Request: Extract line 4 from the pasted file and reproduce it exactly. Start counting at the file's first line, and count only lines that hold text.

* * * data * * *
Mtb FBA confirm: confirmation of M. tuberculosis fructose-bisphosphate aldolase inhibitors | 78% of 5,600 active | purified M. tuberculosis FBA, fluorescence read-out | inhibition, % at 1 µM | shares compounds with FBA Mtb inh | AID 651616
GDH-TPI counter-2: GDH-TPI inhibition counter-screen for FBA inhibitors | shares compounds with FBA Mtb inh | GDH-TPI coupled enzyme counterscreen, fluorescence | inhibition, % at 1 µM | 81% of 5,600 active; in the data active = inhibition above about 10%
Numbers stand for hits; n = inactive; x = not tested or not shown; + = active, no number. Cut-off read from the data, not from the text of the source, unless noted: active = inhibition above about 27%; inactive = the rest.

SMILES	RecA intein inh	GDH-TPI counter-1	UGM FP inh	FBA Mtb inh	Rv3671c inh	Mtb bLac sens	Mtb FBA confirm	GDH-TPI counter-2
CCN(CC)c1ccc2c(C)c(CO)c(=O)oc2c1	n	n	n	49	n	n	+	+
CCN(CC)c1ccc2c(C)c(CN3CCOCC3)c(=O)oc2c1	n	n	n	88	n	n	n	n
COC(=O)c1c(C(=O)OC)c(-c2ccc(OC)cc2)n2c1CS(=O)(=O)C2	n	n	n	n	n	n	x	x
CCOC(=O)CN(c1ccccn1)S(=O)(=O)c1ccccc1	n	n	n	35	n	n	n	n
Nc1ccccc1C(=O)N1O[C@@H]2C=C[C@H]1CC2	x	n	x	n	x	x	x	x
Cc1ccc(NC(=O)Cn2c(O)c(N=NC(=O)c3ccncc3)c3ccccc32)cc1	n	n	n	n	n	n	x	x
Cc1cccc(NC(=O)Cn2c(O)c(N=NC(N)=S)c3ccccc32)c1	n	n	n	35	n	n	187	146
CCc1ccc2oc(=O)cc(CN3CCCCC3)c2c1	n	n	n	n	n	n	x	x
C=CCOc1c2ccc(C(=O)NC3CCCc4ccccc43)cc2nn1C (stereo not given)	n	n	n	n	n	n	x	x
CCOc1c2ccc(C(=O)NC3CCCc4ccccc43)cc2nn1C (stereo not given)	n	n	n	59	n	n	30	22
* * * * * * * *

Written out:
SMILES	RecA intein inh	GDH-TPI counter-1	UGM FP inh	FBA Mtb inh	Rv3671c inh	Mtb bLac sens	Mtb FBA confirm	GDH-TPI counter-2